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April 6, 2005

The University of Alaska Anchorage announced the men’s and women’s teams for the 2005 version of the Carrs/Safeway Great Alaska Shootout. The 28th annual college basketball extravaganza is scheduled for Nov. 22-26 at Sullivan Arena.

The men’s squads comprising the 2005 field are Alaska Anchorage, Eastern Washington, Marquette, Monmouth, Oral Roberts, South Carolina, Southern California, plus one team to be announced.

“I am pleased we are being included in the Great Alaska Shootout,” said USC Head Coach Dave Odom. “It will serve as a very strong early test for our team. All the teams in the Great Alaska Shootout should be quality competition. It sounds like a very balanced field with no team, at least at this point, being the odds on favorite.

“This is my second trip to the Alaska and this tournament,” continued Odom. “The Alaskan people treated the teams and extended a wonderful welcome the first time and I anticipate the same type of welcome. I know the Gamecocks are excited to play in the tournament and look forward to the trip to Alaska.”

The 4-team women’s field is full, with Alaska Anchorage hosting Arizona, Central Connecticut and Furman.

Here is a team-by-team look at the 2005 Shootout fields:

Eastern Washington will make its Shootout debut under second-year head coach Mike Burns. The Eagles finished 8-20 in 2004-05, after capturing the Big Sky Conference title the previous season.

Marquette, which has reached the title game in both its previous Shootout appearances, is back to defend its 2001 crown. Coach Tom Crean’s Golden Eagles, who are jumping to the powerful Big East Conference in 2005-06, are hoping to bounce back from an injury-riddled year that saw them finish 19-12 and reach the postseason NIT.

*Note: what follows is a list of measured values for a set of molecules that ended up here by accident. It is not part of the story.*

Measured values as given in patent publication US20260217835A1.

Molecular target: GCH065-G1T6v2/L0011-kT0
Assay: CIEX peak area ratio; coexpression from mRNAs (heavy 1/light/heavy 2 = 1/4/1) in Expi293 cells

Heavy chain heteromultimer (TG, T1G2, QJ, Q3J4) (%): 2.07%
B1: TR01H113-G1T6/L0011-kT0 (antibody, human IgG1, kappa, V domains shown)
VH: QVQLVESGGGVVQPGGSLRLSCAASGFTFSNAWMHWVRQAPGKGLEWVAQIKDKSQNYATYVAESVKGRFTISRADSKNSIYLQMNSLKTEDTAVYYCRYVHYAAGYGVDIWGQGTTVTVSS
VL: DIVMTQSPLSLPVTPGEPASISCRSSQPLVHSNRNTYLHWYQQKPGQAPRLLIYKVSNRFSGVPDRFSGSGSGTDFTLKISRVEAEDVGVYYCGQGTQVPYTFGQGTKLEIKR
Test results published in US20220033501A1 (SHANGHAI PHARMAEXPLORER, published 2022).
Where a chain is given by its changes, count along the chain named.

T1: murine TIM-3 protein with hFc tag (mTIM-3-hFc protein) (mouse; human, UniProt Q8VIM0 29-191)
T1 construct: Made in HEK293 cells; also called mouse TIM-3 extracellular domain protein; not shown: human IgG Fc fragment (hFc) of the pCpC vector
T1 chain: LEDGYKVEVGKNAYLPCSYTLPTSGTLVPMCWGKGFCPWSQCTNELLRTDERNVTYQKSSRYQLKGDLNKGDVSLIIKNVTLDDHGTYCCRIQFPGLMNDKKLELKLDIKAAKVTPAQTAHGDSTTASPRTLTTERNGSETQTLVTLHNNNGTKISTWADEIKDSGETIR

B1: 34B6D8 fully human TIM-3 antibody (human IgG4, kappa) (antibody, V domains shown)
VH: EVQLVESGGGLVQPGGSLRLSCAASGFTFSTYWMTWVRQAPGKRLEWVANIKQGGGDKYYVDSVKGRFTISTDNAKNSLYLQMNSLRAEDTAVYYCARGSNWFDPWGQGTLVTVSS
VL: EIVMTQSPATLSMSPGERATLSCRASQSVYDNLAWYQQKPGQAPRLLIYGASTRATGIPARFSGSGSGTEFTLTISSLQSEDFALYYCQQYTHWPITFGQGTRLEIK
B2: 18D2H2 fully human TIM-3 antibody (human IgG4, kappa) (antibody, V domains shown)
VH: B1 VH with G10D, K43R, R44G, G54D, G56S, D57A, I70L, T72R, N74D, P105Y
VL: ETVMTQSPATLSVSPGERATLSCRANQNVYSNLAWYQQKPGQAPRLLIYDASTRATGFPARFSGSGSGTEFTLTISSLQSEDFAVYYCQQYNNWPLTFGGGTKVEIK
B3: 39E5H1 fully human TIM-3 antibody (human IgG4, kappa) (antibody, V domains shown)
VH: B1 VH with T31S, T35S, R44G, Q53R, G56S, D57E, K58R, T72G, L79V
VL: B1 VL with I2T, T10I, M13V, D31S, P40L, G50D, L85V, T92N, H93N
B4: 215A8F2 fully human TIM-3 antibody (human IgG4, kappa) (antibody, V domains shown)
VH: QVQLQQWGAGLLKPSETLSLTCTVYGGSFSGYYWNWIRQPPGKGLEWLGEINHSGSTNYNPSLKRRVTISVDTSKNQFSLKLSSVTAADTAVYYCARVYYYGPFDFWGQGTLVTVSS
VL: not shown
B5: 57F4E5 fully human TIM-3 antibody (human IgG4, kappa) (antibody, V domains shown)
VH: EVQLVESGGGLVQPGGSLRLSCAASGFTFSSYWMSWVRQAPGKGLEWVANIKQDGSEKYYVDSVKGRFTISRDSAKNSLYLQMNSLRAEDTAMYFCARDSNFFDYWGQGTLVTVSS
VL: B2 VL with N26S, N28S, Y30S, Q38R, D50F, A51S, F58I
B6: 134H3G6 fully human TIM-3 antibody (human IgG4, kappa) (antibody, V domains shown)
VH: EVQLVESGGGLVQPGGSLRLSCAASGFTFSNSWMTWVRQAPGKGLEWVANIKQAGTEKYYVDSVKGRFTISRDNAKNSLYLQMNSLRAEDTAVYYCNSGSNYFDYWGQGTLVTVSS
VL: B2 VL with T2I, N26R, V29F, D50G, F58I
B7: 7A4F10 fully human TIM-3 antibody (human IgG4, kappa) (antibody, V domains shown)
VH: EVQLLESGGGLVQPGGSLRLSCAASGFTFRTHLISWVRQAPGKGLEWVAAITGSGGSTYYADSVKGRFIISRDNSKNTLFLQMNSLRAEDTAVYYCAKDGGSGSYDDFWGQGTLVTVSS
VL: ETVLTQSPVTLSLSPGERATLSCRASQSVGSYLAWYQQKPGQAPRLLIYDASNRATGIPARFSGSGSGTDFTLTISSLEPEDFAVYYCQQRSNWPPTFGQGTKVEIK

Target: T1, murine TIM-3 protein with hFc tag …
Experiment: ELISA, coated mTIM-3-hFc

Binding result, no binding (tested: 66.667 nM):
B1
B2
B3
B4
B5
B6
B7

Monmouth makes its first trip to Anchorage in 2005, as the New Jersey school tries to gain on its momentum from last season’s Northeast Conference regular-season title. The Hawks, who went 16-13 in 2004-05, will be the first-ever NEC team to make an appearance in the men’s Shootout.

Oral Roberts, also making its Shootout debut, was the Mid-Continent Conference regular-season champ in 2004-05 and came just two points shy of an NCAA berth. The Tulsa, Okla., school is coming off a 25-8 season in which it made the postseason NIT and produced an AP honorable mention All-American in sophomore forward Caleb Green.

South Carolina, which finished third in the 1990 Shootout, returns to Anchorage with an experienced club under head coach Dave Odom. The Gamecocks, of the Southeastern Conference, recently captured the championship of the postseason NIT, and should be poised to make a run at the 2006 NCAA Tournament.

Southern California will return to the Shootout for the first time since 1983, led by accomplished head coach Tim Floyd. The Trojans, of the Pacific-10 Conference, are coming off a rough 12-17 campaign, but should be much improved in 2005-06.

The only team to compete in every Shootout, host Alaska Anchorage tries for its annual upset again in 2005. The Seawolves have won at least one game in 18 of the last 20 tournaments, and head coach Rusty Osborne’s squad should be revamped and ready to surprise another Division I giant next year.

An eighth team will be announced when the field is completed, pending an April ruling on the NCAA’s “2-and-4” legislation.

Arizona, coming off its third straight 20-win season, makes its first appearance in the women’s Shootout in 2005. The Wildcats, who went 20-12 and advanced to the second round of the NCAA Tournament this year, feature former East Anchorage High star Natalie Jones in their starting backcourt.